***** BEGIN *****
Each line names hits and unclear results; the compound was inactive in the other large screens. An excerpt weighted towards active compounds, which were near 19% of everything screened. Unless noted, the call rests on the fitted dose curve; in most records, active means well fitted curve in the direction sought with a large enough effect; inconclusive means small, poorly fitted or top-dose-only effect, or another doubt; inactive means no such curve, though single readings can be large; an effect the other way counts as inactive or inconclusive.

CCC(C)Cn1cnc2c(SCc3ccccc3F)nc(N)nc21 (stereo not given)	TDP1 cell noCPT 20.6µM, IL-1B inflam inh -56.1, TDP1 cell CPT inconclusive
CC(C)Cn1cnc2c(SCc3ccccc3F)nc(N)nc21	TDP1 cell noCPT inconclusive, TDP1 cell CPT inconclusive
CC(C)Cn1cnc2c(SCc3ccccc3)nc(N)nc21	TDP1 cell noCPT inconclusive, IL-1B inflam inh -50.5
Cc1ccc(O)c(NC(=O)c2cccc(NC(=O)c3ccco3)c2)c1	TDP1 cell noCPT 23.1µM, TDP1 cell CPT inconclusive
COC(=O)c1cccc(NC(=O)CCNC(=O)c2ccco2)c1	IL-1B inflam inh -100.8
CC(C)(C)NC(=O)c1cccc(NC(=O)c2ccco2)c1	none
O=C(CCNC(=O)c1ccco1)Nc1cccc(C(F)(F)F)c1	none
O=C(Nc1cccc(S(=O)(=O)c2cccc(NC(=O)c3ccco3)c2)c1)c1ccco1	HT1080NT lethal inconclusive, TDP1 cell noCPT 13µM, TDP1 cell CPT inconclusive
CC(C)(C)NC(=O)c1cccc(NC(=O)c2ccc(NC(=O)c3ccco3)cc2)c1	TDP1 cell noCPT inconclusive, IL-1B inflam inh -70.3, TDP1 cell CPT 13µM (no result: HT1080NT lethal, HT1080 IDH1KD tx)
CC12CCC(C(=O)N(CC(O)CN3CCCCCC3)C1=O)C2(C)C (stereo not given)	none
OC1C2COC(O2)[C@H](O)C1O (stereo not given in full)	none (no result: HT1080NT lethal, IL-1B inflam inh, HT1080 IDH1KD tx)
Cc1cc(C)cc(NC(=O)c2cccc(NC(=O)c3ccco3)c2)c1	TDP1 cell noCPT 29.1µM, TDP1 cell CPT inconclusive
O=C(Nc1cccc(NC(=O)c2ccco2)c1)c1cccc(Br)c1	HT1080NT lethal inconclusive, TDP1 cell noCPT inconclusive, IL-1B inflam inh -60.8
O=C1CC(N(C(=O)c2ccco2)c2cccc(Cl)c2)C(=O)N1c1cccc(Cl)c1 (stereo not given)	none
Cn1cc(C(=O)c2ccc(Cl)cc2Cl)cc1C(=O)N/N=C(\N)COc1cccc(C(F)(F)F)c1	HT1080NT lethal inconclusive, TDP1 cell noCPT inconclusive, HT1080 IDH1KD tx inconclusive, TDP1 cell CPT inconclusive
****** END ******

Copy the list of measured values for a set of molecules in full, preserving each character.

Each line names hits and unclear results; the compound was inactive in the other large screens. An excerpt weighted towards active compounds, which were near 19% of everything screened. Unless noted, the call rests on the fitted dose curve; in most records, active means well fitted curve in the direction sought with a large enough effect; inconclusive means small, poorly fitted or top-dose-only effect, or another doubt; inactive means no such curve, though single readings can be large; an effect the other way counts as inactive or inconclusive.

CCC(C)Cn1cnc2c(SCc3ccccc3F)nc(N)nc21 (stereo not given)	TDP1 cell noCPT 20.6µM, IL-1B inflam inh -56.1, TDP1 cell CPT inconclusive
CC(C)Cn1cnc2c(SCc3ccccc3F)nc(N)nc21	TDP1 cell noCPT inconclusive, TDP1 cell CPT inconclusive
CC(C)Cn1cnc2c(SCc3ccccc3)nc(N)nc21	TDP1 cell noCPT inconclusive, IL-1B inflam inh -50.5
Cc1ccc(O)c(NC(=O)c2cccc(NC(=O)c3ccco3)c2)c1	TDP1 cell noCPT 23.1µM, TDP1 cell CPT inconclusive
COC(=O)c1cccc(NC(=O)CCNC(=O)c2ccco2)c1	IL-1B inflam inh -100.8
CC(C)(C)NC(=O)c1cccc(NC(=O)c2ccco2)c1	none
O=C(CCNC(=O)c1ccco1)Nc1cccc(C(F)(F)F)c1	none
O=C(Nc1cccc(S(=O)(=O)c2cccc(NC(=O)c3ccco3)c2)c1)c1ccco1	HT1080NT lethal inconclusive, TDP1 cell noCPT 13µM, TDP1 cell CPT inconclusive
CC(C)(C)NC(=O)c1cccc(NC(=O)c2ccc(NC(=O)c3ccco3)cc2)c1	TDP1 cell noCPT inconclusive, IL-1B inflam inh -70.3, TDP1 cell CPT 13µM (no result: HT1080NT lethal, HT1080 IDH1KD tx)
CC12CCC(C(=O)N(CC(O)CN3CCCCCC3)C1=O)C2(C)C (stereo not given)	none
OC1C2COC(O2)[C@H](O)C1O (stereo not given in full)	none (no result: HT1080NT lethal, IL-1B inflam inh, HT1080 IDH1KD tx)
Cc1cc(C)cc(NC(=O)c2cccc(NC(=O)c3ccco3)c2)c1	TDP1 cell noCPT 29.1µM, TDP1 cell CPT inconclusive
O=C(Nc1cccc(NC(=O)c2ccco2)c1)c1cccc(Br)c1	HT1080NT lethal inconclusive, TDP1 cell noCPT inconclusive, IL-1B inflam inh -60.8
O=C1CC(N(C(=O)c2ccco2)c2cccc(Cl)c2)C(=O)N1c1cccc(Cl)c1 (stereo not given)	none
Cn1cc(C(=O)c2ccc(Cl)cc2Cl)cc1C(=O)N/N=C(\N)COc1cccc(C(F)(F)F)c1	HT1080NT lethal inconclusive, TDP1 cell noCPT inconclusive, HT1080 IDH1KD tx inconclusive, TDP1 cell CPT inconclusive